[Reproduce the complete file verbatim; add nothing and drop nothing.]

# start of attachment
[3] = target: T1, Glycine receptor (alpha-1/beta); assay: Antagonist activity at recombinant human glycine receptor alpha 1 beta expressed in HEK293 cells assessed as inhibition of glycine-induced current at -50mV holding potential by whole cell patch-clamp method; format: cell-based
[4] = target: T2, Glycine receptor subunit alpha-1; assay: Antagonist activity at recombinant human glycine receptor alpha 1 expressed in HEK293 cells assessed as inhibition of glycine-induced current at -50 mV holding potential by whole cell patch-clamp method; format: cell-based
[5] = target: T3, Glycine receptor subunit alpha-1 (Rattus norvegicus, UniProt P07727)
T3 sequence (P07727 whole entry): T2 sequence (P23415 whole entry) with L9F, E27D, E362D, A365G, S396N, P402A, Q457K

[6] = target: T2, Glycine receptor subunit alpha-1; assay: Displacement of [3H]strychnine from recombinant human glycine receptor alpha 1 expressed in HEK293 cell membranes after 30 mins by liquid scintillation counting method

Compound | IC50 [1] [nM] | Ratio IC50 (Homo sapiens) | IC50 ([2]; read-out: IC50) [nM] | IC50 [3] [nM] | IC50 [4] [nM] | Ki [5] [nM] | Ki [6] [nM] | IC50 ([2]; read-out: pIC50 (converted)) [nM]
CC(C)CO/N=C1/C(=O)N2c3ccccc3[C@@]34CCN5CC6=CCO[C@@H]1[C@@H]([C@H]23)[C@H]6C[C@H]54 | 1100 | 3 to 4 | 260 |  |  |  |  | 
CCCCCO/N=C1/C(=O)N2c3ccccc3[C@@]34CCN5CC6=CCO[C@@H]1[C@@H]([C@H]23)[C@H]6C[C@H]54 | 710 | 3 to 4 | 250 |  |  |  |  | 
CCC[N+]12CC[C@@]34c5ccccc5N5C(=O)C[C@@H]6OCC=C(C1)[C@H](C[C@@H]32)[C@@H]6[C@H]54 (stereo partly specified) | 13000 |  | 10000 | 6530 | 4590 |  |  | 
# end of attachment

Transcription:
[3] = target: T1, Glycine receptor (alpha-1/beta); assay: Antagonist activity at recombinant human glycine receptor alpha 1 beta expressed in HEK293 cells assessed as inhibition of glycine-induced current at -50mV holding potential by whole cell patch-clamp method; format: cell-based
[4] = target: T2, Glycine receptor subunit alpha-1; assay: Antagonist activity at recombinant human glycine receptor alpha 1 expressed in HEK293 cells assessed as inhibition of glycine-induced current at -50 mV holding potential by whole cell patch-clamp method; format: cell-based
[5] = target: T3, Glycine receptor subunit alpha-1 (Rattus norvegicus, UniProt P07727)
T3 sequence (P07727 whole entry): T2 sequence (P23415 whole entry) with L9F, E27D, E362D, A365G, S396N, P402A, Q457K

[6] = target: T2, Glycine receptor subunit alpha-1; assay: Displacement of [3H]strychnine from recombinant human glycine receptor alpha 1 expressed in HEK293 cell membranes after 30 mins by liquid scintillation counting method

Compound | IC50 [1] [nM] | Ratio IC50 (Homo sapiens) | IC50 ([2]; read-out: IC50) [nM] | IC50 [3] [nM] | IC50 [4] [nM] | Ki [5] [nM] | Ki [6] [nM] | IC50 ([2]; read-out: pIC50 (converted)) [nM]
CC(C)CO/N=C1/C(=O)N2c3ccccc3[C@@]34CCN5CC6=CCO[C@@H]1[C@@H]([C@H]23)[C@H]6C[C@H]54 | 1100 | 3 to 4 | 260 |  |  |  |  | 
CCCCCO/N=C1/C(=O)N2c3ccccc3[C@@]34CCN5CC6=CCO[C@@H]1[C@@H]([C@H]23)[C@H]6C[C@H]54 | 710 | 3 to 4 | 250 |  |  |  |  | 
CCC[N+]12CC[C@@]34c5ccccc5N5C(=O)C[C@@H]6OCC=C(C1)[C@H](C[C@@H]32)[C@@H]6[C@H]54 (stereo partly specified) | 13000 |  | 10000 | 6530 | 4590 |  |  | 